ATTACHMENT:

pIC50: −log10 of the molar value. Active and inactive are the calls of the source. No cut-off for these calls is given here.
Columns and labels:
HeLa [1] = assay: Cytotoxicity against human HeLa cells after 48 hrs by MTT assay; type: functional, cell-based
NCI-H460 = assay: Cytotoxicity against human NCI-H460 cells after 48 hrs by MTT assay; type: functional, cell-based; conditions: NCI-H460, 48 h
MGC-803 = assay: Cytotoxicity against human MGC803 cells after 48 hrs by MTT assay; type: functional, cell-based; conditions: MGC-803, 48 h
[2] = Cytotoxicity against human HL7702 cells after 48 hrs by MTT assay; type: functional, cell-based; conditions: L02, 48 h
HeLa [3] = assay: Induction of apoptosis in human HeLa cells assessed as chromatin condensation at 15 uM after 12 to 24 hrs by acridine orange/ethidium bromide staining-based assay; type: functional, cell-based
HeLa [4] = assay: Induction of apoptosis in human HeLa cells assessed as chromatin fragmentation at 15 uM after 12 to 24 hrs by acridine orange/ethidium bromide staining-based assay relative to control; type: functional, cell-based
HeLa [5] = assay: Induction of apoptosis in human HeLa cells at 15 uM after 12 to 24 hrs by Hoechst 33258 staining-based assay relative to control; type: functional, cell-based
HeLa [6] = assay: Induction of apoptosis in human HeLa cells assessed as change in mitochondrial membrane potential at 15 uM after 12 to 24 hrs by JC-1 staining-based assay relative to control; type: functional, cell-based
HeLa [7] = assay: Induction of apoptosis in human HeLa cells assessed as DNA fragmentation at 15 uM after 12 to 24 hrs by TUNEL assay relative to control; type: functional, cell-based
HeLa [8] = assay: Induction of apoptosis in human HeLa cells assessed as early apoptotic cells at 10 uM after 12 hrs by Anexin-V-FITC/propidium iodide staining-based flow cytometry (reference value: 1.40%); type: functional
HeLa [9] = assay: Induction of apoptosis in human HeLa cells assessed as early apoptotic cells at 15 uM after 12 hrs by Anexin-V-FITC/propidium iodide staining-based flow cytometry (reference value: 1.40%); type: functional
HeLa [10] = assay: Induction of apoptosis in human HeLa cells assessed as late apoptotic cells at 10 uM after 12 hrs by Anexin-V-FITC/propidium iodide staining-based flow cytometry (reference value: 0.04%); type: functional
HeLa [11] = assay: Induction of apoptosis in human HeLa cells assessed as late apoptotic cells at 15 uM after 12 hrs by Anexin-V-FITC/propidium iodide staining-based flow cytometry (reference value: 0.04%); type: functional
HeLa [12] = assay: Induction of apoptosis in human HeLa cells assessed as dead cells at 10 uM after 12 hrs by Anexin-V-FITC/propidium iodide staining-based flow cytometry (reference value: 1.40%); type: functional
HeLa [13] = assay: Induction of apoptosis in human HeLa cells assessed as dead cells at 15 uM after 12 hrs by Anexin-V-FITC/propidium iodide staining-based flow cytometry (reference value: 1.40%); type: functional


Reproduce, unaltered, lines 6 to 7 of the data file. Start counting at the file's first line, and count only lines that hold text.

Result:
[2] = Cytotoxicity against human HL7702 cells after 48 hrs by MTT assay; type: functional, cell-based; conditions: L02, 48 h
HeLa [3] = assay: Induction of apoptosis in human HeLa cells assessed as chromatin condensation at 15 uM after 12 to 24 hrs by acridine orange/ethidium bromide staining-based assay; type: functional, cell-based